Could we have modern monastery farms that practice sustainable agriculture successfully without retreating into vows of poverty, chastity, obedience and stability and without relying on donations from the rich? I wonder. In the seminary, I used to draw laughs by saying that I really liked monastic life if we could just get rid of those vows and all that chapel praying. I wasn’t exactly joking. I knew that a monastery wouldn’t last long if the monks could get married, own personal property or tell the abbot to go fly a kite, but in many ways monastic life suited me. I hate travel. I hate worrying about money. I doubly hate spending the stuff. Glitter and trinkets bore me. I love what does not cost money, like the camaraderie that we “monks” enjoyed. We had a terrific baseball team. I love singing in harmony and we had a terrific choir too. I love working at farming. I love exploring deeply a world that is only a few hundred acres in size. There is more mystery and beauty in a farm, or even a garden, than I can ever discover in a lifetime. I love good fresh homegrown food. In bad weather, I love spending time reading and writing.

Why can’t a family farm come close to a sort of monastery that could protect itself from the world of paper money? Such family farmers would practice a little poverty, chastity, obedience and stability but not too much. We might need a little subsidy help, but not too much. There’s enough of us who love that kind of laidback life, surely, to feed the world without destroying it.
~~

25 Comments

Hello Gene, the title of your article called my attention, and I enjoyed it as well as discovering the huge wealth of information you have shared.. it feels very alive (meaning it feels that you have actually lived all what you are writing). regarding the article there is only one thing I disagree: Monasteries/Ashrams are the longer lasting institutions that our know history knows, and I´m not talking only of catholic ones. They way they manage to last is not by reproduction but by attraction of souls that are seeking this freedom that you accurately describe in the Pali Canon quotation. Nowadays these places are hard to find.

I like your idea that Farms can become&mimic a new monastic form, as a response to this global crisis of over consuption and self-indulgence.

But really the reason why I bump into your article is because I am the coordinator -gardener in a Monastery/Ashram *non/ religious, open, that relates a lot to the near by communities and it is a beautiful (and not easy) challenge to deal with a society around you that still revolves only around money and consumption, but that changes gradually once they see other posibilities.. a life of simplicity and freedom is much more rewarding that anything money can buy. Anyway, I dont want to take a lot of space here.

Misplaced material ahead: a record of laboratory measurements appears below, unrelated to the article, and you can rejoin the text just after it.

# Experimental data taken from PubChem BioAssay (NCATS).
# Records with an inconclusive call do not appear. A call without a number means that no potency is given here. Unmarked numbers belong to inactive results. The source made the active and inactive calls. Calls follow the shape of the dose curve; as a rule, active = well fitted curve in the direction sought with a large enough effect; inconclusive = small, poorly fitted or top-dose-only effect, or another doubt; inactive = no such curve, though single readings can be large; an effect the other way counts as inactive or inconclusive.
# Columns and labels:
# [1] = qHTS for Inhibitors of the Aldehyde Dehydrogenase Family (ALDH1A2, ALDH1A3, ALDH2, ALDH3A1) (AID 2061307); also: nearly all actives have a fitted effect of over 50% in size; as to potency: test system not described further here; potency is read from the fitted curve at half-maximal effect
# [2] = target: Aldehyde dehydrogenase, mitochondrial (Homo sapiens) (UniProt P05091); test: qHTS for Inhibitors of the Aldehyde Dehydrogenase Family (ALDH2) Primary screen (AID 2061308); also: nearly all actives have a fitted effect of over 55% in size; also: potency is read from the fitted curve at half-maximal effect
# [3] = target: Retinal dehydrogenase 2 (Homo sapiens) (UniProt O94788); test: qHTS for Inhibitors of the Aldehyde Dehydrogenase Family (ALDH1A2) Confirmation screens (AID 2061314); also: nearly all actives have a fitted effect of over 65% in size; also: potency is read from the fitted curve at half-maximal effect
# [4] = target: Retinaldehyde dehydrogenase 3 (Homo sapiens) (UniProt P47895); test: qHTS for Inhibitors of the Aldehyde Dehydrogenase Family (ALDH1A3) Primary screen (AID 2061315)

It is nice to see that ideas like the ones you propose are re/emerging from the collective. Thank you for being such a clear voice.

In case you might want to read about this Paradox Ashram> http://www.satyogainstitute.org/

there are some essays that you might enjoy reading>
http://www.satyogainstitute.org/spiritual-teachings-library/
I recomend the ones> The rise of a Paradoxshram and Education for the year Zero.

Namaste, ,

Sort of sounds like Possom Living.I actually know right many people that live basically by the
‘seat of their pants’ hauling scrap,cutting grass,selling firewood doing what ever comes up that day to make their way in the World much of their living is by bartering or ‘trading’ as its called around these parts.Not exactly what you described but close.

If you haven’t seen some of the writings of Eleutheros, his old thing on “like coin”–which he may have gotten from reading your essays for all I know. . . I just thought you might like to read it: http://thedeliberateagrarian.blogspot.com/2015/02/more-from-writings-of-eleutheros.html

Thank you. How oft have I had precisely this thought. Is this not the image of paradise? Why then are we denied it? It seems not too much to ask to live a simple life close to the land, yet how far away is this ideal for most all of us. Here’s a mystery I have no way of answering.

It always amazes me how something i’ve been pondering as I go about my day pops up right here in your blog. Many times throughout history monks have designed an agriculture-based product and through focus, diligence and lack of distraction have mastered it into a fiscal success equal to any for-profit company.

I read The Auberge of the Flowering Hearth a while ago and was amazed at the sheer will of the Monks who built up a fortress and started making Green Chartreuse in such a spiritually moving and inhospitable place. And the Shakers are greatly fascinating to me as well.